and found important when entertaining guests. The King and Queen were to be given a formal
dinner and reception with entertainment while staying at the White House. Roosevelt says in her
memoirs people thought the entertainment should include such things as the Metropolitan Opera,
but Roosevelt was of a different mind (187). She felt the entertainment should mostly include
things that the King and Queen wouldnt see at home. She wanted to show what was special
about the United States to her visitors. To this end, she had performers do folk arts type pieces.
She had Marian Anderson, for example, singing some African American spirituals (Roosevelt,
The Roosevelts also invited the King and Queen to their house at Hyde Park, which was
something FDR enjoyed to do because he felt he could know people better after they had been at
Hyde Park. While there, they had a picnic, where Roosevelt again did her best to give the King
and Queen an American experience. In her memoirs, she outlines the meal:
I had corralled two friends to cook hot dogs on an outdoor fireplace, and we had smoked
turkey which their majesties had not tasted before, several kinds of ham, cured in different ways
from different parts of the United States, salads, baked beans, and a strawberry shortcake with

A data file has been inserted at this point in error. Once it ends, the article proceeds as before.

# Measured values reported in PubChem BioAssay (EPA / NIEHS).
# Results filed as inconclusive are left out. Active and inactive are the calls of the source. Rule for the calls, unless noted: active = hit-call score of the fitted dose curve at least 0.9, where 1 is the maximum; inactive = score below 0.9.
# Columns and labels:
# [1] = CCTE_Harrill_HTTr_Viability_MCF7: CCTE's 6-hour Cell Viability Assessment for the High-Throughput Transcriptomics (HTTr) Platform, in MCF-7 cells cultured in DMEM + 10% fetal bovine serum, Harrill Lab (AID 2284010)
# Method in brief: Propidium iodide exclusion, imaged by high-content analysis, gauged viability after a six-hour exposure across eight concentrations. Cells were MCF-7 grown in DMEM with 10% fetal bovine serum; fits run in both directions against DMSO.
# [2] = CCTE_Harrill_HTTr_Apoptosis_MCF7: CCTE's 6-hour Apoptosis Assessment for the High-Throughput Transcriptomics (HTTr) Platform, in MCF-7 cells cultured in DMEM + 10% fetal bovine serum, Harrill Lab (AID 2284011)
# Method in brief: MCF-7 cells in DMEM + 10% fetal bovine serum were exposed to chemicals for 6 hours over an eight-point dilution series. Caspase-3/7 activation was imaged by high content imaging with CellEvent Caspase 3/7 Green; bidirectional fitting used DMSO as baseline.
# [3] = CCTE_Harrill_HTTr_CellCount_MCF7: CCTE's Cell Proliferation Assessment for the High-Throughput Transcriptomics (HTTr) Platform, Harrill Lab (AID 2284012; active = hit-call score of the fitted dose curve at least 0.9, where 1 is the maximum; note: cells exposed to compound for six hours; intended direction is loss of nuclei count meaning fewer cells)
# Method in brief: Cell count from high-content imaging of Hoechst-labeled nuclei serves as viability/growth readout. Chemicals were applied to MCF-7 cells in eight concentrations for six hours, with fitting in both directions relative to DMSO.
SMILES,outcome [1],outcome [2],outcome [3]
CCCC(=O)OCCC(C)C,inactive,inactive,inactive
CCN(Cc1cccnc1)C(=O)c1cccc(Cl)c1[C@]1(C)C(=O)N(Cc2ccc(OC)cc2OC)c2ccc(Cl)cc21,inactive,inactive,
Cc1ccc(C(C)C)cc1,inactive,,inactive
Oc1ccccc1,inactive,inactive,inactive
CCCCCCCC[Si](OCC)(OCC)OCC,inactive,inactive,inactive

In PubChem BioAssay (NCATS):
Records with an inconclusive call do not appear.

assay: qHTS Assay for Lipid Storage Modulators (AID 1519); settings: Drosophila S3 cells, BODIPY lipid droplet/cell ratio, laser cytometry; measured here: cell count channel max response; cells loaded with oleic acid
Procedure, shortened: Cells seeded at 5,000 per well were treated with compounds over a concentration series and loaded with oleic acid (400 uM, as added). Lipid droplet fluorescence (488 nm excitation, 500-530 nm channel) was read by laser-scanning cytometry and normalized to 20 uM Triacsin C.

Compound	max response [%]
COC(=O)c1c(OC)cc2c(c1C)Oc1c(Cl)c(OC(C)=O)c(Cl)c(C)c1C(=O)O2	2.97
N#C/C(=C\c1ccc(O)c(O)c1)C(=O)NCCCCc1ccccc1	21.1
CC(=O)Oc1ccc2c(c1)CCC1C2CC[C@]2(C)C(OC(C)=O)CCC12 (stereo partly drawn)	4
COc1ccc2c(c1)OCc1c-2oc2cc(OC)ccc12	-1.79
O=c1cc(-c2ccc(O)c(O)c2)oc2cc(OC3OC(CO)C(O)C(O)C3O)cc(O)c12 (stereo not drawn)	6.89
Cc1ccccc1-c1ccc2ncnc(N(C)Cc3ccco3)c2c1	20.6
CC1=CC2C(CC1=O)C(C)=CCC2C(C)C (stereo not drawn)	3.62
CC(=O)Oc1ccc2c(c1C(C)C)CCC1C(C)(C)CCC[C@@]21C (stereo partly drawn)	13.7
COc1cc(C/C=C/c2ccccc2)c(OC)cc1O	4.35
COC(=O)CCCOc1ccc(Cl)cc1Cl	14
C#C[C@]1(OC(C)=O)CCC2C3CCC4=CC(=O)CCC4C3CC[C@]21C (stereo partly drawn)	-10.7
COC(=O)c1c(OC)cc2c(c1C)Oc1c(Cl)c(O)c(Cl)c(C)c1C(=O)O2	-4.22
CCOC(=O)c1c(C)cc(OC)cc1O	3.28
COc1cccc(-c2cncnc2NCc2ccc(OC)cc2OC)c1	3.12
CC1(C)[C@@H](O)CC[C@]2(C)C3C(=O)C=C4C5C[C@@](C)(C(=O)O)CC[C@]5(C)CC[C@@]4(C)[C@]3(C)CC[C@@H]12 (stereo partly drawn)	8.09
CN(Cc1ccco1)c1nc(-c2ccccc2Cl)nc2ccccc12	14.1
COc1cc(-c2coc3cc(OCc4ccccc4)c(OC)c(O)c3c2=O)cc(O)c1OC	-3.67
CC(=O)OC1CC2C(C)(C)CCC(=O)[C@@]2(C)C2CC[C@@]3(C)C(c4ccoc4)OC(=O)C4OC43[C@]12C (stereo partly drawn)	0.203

strawberries from Henry Morgenthaus farm in Dutchess County. I had also provided a little
entertainment by two American Indians. (197)
Roosevelt wanted to show the King and Queen just what America had to offer, and give them
new and exciting experiences. However, this shocked more than a few people. In her My Day
article on May 26
of 1939, she begins with, Oh dear, oh dear, so many people are worried that
the dignity of our country will be imperiled by inviting royalty to a picnic, particularly a hot
dog picnic. (119) She assures her readers that, the more important guests will be served
with due formality, and that I am afraid it is a case of not being able to please everybody and
so we will try just to please our guests. (119) Roosevelt was always aware of the needs of her
guests, but felt that they deserved something out of the ordinary; she was adamant to not serve
the King and Queen of England only their stereotypical tea, but to broaden their horizons by
offering alternatives in addition to the stereotypical British cuisine.
At the end of FDRs second term, Roosevelt recalls being unsure for a little while about
whether or not her husband would be running for a third term. She says she thought he didnt
really want to run again, that he would be perfectly happy to be an elder statesman and advisor
(Roosevelt, 212). But as no one stepped forward as an alternative, Roosevelt realized she would
be First Lady for another four years. No one wanted to change horses in the middle of the
stream, and with the possibility of a coming war, FDRs leadership seemed strong and trusted.
FDR was indeed elected as the Democrats candidate. Roosevelt again wasnt too active with